You can't ask for a better councilor than Isaac Benton. Early in his first term, he was faced with the immediate problem of flooding in Barelas and the Santa Barbara / Martineztown area. Benton says the flooding wasn't a top priority of Mayor Martin Chavez' administration at first. He passed a bill through the Council that forced it to the top of Chavez' to-do list. Benton's efforts resulted in new storm drainage retention ponds in those neighborhoods that reduce the chance of future floods.
He co-sponsored a bill that put greener building ordinances in place, requiring structures to be more energy efficient. He also helped make sure 3 percent of the city's General Obligation Bond went to investing in renewable energy and energy conservation.
Benton says he opposes expanding water rights to sprawling areas of the Westside at the expense of the city center. Benton maintains that's something his opponent, Alan Armijo, has not always done. Both Benton and his challenger sit on the board of the Albuquerque Bernalillo County Water Utility Authority.
It's not uncommon to find Benton riding the Rapid Ride or taking a trip Downtown on his bike. He's a supporter of multimodal streets that have large bike lanes, well-maintained sidewalks and smooth-flowing traffic.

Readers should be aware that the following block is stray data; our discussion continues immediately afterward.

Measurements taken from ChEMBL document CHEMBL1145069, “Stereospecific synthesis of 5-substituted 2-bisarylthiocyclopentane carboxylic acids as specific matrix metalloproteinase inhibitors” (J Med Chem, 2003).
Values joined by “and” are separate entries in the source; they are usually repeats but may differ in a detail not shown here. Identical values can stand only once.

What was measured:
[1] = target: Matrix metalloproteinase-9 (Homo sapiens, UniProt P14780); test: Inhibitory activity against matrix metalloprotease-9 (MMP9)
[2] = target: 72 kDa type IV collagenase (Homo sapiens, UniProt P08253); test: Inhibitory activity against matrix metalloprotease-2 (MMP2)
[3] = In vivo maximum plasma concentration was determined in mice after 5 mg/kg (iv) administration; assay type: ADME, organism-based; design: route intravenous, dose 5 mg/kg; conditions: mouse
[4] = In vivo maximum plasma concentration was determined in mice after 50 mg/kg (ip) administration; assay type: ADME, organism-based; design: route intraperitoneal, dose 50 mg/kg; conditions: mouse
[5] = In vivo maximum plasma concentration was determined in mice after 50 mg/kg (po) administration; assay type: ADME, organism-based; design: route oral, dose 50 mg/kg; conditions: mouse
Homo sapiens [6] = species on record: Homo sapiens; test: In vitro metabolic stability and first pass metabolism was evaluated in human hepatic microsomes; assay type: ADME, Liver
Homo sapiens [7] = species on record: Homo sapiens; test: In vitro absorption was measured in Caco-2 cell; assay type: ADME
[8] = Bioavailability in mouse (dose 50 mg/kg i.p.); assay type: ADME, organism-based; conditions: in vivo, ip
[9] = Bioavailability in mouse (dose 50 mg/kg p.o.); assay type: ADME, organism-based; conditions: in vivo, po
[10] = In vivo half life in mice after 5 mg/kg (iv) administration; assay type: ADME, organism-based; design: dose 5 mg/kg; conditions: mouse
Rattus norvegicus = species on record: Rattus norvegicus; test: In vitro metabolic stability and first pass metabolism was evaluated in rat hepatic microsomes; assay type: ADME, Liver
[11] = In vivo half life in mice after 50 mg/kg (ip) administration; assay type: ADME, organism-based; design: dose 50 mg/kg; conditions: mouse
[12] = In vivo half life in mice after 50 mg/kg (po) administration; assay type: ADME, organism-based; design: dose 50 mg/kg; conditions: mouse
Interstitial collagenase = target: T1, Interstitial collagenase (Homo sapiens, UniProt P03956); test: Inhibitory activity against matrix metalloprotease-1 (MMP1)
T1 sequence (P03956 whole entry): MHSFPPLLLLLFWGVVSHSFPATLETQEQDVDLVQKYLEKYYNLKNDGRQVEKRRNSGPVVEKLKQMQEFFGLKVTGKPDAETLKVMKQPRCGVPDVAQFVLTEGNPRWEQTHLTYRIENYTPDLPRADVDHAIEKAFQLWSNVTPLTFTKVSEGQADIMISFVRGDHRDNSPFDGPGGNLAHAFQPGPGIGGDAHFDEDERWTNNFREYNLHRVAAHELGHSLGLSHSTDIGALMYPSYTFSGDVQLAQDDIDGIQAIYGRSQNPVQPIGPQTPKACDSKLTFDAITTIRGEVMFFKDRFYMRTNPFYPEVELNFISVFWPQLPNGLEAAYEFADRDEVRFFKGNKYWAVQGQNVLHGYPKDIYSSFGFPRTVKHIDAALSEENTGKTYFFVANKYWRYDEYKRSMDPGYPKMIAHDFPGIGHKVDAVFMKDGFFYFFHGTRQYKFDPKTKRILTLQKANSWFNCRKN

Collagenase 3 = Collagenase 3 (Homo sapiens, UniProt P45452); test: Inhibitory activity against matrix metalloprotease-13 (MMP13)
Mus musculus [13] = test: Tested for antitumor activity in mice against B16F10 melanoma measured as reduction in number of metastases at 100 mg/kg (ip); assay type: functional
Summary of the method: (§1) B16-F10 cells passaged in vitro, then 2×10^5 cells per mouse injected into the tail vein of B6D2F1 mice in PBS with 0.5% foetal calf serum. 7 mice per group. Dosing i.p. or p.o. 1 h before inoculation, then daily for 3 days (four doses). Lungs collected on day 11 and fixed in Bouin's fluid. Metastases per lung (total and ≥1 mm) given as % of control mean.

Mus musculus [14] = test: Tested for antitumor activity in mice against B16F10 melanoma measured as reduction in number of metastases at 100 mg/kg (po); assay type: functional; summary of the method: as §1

Benton supports revitalizing Downtown, but he says the neighborhoods surrounding the area should be involved in deciding what a revamp looks like. "As a center city, we have very good neighborhoods surrounding it," Benton says. "They need to be protected when we do redevelopment, and they need to be heard and understood."
Benton is a team player who gets along well with his fellow councilors. He points to his unanimous appointment as Council president as evidence of his ability to work with others in the legislative branch. Chavez often butts heads with councilors, and Benton is no exception. But Benton says he maintains a healthy working relationship with the mayor and can pick up the phone and talk to him when he needs to.